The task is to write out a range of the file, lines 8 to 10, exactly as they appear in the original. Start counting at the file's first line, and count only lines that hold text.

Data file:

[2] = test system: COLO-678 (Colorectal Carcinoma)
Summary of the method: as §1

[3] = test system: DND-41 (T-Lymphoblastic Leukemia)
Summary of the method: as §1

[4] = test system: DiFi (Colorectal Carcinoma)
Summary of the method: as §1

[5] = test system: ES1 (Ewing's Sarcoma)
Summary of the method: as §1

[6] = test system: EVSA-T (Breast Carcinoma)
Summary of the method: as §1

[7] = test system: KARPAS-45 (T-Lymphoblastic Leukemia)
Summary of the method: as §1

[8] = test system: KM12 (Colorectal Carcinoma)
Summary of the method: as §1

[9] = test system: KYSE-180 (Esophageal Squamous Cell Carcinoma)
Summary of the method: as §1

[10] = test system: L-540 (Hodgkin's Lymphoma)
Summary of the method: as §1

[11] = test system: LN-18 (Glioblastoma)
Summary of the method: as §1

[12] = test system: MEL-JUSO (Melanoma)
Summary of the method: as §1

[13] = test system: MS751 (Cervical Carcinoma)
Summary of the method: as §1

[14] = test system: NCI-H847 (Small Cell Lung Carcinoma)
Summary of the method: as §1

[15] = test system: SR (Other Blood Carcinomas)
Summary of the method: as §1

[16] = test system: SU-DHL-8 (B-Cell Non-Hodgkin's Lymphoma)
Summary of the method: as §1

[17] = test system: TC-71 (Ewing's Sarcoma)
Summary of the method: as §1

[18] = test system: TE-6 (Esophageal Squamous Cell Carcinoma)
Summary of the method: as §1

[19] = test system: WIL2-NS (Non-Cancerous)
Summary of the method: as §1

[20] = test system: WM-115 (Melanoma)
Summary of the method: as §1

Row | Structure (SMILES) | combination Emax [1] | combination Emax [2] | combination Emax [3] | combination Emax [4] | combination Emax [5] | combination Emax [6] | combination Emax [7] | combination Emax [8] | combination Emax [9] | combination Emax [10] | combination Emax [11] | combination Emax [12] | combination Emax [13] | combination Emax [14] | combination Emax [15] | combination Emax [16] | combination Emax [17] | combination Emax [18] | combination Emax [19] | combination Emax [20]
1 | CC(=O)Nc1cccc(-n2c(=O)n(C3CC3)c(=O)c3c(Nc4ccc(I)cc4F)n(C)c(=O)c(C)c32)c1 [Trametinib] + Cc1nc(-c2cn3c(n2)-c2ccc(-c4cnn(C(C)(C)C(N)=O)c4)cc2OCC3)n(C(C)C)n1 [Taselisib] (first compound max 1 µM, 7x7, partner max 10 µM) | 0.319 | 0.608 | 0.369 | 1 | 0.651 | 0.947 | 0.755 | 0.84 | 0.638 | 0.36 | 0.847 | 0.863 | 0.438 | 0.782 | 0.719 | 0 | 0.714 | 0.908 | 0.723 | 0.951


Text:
Summary of the method: as §1

[6] = test system: EVSA-T (Breast Carcinoma)
Summary of the method: as §1